I’ve long known that my comfort zone acts like a box with moveable sides which I must regularly push out, or they will slowly move in on me. One of the more profound times I pushed out had an amazing payoff, though I look back now and realize it wasn’t entirely safe. I ask myself, if I had it to do again, would I?
I needed to meet up with the team in rural Romania for a project; they’d been there a week already, and I was traveling alone. Traveling in Eastern Europe is very different than traveling in Western Europe…few natives speak English, and signs and menus don’t have the familiar Latin roots which can help you muddle through. I landed in the chaotic Bucharest airport, withdrew 200 Romanian leu to get me to Podari, a farm town over two hours away by train, and knew to avoid all of the shouting men harassing me with calls of “taxi” in favor of the official taxi stand. Not everyone who takes one of those unauthorized taxis makes it to their destination whole. When I got to the hotel, I learned that my train would leave bright and early the next morning at 08:00. I also learned that my 200 leu wouldn’t go go very far, when an email from the project lead said their American, non-chip credit cards were not working in the card readers at most places. His note was dire: “Bring cash, lots of it.” The concierge told me there was an ATM a couple of blocks away, so I set out on foot. As I wound my way alone through a quiet residential neighborhood in Bucharest, I realized that if anyone wanted to accost me, no one would ever know what happened to me. I could just disappear. I walked faster and finally found the ATM twice as far as what a “couple of blocks” is to me…to no avail. I walked hurriedly back to the hotel and wondered just how dire our financial situation was.
I got up at 05:00 the next morning heavily jet lagged and hopped into a cab for the train station. Here’s where the adventure really began. As we flew through the dark streets of Bucharest (and “flew” is not a literary exaggeration), I began to wonder, again, if my goose was cooked. My first fear was that I was going to die at the hands of a Romanian-speaking cab driver’s erratic driving (I soon learned that seat belts are an unnecessary cost in 2nd-world Romania). But after Formula One racing through the streets of Bucharest for the 15 minutes the hotel told me it would take, with no train station in sight, a new fear took hold. Was he just pulling the universal taxi scam of taking me for all the fare that he could? Did he really know where I needed to go? Did he intend to take me there at all? Once again I felt all of the vulnerable, lone female traveler that I was. As 30 minutes went by, and my adrenaline level climbed pretty high as I pondered my limited options, we suddenly stopped (again, “suddenly” is not a literary exaggeration)…in front of the train station. I got out hugely relieved and feeling a little guilty for my thoughts about my driver. But my ordeal was not over.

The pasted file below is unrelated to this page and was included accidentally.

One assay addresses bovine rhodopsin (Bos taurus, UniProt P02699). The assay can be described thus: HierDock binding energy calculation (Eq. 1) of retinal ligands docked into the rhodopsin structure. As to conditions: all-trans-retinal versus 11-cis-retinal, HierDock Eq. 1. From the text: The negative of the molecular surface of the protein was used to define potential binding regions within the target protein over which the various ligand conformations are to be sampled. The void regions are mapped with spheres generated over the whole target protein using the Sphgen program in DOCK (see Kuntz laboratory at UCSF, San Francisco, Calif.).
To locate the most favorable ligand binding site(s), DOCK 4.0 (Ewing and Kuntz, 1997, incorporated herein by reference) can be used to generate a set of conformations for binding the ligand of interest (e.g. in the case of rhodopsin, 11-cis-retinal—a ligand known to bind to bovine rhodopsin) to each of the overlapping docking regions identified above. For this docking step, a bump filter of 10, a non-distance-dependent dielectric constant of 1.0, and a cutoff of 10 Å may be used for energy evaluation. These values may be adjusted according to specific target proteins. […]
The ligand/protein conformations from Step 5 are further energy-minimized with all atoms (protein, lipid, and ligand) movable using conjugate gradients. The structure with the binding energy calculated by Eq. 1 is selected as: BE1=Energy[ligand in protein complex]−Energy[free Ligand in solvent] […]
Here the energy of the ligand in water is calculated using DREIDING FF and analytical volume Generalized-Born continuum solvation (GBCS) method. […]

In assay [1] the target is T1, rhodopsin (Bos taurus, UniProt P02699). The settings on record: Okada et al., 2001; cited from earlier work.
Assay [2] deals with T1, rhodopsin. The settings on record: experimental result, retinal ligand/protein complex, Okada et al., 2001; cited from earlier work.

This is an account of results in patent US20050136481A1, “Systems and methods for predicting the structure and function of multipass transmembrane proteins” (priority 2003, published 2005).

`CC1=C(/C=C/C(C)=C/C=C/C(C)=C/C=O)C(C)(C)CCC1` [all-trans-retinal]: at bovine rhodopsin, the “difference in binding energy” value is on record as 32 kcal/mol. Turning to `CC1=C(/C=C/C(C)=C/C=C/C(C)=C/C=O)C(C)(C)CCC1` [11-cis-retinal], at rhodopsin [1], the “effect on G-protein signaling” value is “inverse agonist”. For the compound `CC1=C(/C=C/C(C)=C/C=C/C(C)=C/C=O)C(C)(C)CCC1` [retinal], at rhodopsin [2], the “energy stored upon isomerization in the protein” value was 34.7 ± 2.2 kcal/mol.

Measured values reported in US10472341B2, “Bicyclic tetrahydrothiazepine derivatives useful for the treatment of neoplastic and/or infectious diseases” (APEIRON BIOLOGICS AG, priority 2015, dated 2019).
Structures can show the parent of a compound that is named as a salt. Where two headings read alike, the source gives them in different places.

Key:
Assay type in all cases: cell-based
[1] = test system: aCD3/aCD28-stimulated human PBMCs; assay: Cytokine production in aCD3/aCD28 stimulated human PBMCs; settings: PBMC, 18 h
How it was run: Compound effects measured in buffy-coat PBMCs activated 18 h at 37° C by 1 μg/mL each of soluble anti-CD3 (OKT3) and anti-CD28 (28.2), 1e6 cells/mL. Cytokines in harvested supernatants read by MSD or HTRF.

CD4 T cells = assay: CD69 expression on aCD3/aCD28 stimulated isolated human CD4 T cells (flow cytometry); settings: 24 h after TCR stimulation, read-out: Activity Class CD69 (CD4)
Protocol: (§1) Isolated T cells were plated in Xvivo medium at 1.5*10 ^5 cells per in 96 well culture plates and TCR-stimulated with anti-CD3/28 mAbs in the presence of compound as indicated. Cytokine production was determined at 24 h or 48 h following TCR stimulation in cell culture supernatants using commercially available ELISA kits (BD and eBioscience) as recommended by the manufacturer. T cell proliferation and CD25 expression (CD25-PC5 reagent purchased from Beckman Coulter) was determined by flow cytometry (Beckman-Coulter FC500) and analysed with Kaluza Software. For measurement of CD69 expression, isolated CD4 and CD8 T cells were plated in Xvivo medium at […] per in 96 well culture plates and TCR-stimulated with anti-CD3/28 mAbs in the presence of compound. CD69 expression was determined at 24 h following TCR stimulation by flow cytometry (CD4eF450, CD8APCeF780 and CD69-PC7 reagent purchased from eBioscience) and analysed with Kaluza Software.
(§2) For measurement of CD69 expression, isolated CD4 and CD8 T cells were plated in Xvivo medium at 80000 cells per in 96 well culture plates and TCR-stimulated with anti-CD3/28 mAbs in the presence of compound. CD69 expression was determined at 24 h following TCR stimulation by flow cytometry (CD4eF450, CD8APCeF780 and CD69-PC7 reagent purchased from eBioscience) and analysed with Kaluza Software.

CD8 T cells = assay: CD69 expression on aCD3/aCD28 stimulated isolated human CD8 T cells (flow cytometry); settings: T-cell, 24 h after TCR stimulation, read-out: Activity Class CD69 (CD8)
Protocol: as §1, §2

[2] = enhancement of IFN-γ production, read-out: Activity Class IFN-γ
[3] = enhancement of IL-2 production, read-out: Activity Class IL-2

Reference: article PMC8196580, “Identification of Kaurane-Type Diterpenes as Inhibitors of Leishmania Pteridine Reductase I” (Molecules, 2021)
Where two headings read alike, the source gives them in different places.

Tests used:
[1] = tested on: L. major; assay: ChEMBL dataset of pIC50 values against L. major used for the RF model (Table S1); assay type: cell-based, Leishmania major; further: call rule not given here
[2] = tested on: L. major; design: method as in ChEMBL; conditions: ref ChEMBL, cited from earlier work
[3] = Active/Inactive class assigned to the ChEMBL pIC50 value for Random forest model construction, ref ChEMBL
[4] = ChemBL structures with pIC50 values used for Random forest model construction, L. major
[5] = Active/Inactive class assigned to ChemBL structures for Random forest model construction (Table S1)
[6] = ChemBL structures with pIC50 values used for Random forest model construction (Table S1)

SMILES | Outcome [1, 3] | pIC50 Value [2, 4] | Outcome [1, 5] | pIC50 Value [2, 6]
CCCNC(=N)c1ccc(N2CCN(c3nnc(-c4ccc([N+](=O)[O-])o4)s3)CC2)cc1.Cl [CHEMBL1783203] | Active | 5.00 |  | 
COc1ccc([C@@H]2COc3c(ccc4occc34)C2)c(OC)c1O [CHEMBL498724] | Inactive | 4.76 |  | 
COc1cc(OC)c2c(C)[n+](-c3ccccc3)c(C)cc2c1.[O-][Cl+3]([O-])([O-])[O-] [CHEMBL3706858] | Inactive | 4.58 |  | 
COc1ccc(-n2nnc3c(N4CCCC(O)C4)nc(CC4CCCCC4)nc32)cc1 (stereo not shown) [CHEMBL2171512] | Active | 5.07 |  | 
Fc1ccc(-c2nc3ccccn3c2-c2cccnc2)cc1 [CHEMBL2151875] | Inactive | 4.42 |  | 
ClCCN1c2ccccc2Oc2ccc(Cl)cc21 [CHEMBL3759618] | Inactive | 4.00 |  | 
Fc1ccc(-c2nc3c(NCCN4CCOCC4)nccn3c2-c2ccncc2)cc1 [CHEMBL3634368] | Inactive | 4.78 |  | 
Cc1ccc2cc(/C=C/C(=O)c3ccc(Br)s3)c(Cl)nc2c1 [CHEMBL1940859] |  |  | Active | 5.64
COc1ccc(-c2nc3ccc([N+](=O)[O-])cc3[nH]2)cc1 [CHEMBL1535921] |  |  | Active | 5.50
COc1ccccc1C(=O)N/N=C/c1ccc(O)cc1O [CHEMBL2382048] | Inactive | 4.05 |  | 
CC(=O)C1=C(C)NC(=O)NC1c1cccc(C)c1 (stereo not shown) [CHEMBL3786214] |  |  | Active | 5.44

Trying to buy a 2nd class train ticket (to save my meager cash reserves) without speaking the language was tricky (I guess she thought my two fingers were some kind of haggling ploy). I finally managed to get my ticket bought after some ridiculous pantomiming, and went into the station. It was a foreboding place. Dark, dirty and neglected, it was busy and active with the same bootleg tax drivers at the airport and ordinary Romanian commuters. Covered but open to the outside, I was grateful it was September and warm. I quickly found a clean and bright beacon in a blessed McDonald’s (it looked like it had a halo over it, I still hear angels sing when recalling it) in the center of the station. It wasn’t busy, likely out of the financial reach of most of my fellow commuters. I nursed my Coke in its safety for well over an hour. The downside of the Coke and the time, however, had me looking for a water closet, thinking I’d be better off in the station than on the 2nd class car on the train. I was wrong. After descending the dark, narrow steps into the basement restroom, I found I had to pay a couple of leu for a dark, dank concrete stall with no light on the women’s side. It would have made a perfect prison cell in any B grade horror movie. I did my business as quickly as I ever had, while trying to touch absolutely nothing (in the dark, I couldn’t even see what I wasn’t touching, likely a small blessing). When I emerged back into the dim light, I felt literally liberated. As I found my way to my train line, I saw an ATM and tried my luck again: still no luck and sure that I’d be filing a fraud claim with my credit card company when I got home for trying to use it in such a safe public place.
I was beyond relieved to finally board the train. I’ve written about the rest of this trip before…it was a highlight of my life. This is the way life often is: you must be willing to get outside your comfort zone to have some of the best experiences. You must risk getting hurt, or it was never a risk in the first place. Sometimes it works out, sometimes it doesn’t. The Belgian member of our team had a European chip credit card and ended up with an enormous expense report. I didn’t need to file a fraud claim on mine. And I saw amazing sights and ate wonderful food and met interesting people, none of which I will ever forget. And I pushed my box walls out again, at least for awhile.
“Life begins at the end of your comfort zone.” –Neale Donald Walsch